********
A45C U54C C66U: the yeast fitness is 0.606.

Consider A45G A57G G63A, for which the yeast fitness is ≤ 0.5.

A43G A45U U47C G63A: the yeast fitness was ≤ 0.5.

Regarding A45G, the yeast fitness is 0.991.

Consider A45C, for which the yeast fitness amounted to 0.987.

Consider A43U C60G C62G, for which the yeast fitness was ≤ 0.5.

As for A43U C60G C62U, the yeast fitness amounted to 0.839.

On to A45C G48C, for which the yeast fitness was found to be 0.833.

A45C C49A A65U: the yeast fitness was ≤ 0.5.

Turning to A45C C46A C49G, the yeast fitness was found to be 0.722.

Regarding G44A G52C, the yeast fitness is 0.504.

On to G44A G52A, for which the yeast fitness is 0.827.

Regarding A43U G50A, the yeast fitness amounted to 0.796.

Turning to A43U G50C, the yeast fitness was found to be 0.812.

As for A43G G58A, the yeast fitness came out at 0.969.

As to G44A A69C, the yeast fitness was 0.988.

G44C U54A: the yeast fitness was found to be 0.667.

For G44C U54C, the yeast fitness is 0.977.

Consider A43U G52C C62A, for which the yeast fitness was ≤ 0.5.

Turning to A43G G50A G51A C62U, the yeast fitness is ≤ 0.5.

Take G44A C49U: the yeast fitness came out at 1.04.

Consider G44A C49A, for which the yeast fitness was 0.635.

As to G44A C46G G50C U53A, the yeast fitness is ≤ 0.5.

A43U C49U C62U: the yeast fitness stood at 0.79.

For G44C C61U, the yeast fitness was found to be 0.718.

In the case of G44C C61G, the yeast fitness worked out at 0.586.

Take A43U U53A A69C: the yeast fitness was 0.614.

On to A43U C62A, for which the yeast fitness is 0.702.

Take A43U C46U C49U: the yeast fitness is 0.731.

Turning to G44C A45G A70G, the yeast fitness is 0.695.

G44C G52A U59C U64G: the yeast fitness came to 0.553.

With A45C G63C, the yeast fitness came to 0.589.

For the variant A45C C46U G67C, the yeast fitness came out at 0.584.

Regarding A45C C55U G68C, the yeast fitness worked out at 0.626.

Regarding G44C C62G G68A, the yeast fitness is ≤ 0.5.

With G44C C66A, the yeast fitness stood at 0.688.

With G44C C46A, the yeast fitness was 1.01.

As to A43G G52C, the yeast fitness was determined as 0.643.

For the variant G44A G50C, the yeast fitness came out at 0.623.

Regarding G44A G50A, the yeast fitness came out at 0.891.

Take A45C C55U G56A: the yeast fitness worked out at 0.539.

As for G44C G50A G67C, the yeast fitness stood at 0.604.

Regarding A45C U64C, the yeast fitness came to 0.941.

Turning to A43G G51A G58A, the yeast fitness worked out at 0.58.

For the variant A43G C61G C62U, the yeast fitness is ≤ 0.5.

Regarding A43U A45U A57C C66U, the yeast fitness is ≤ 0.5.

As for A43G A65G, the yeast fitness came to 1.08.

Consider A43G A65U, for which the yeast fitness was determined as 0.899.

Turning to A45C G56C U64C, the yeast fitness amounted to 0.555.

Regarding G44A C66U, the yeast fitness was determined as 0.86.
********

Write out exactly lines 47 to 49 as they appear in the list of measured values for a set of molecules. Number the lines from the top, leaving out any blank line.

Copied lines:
As for A43G A65G, the yeast fitness came to 1.08.

Consider A43G A65U, for which the yeast fitness was determined as 0.899.

Turning to A45C G56C U64C, the yeast fitness amounted to 0.555.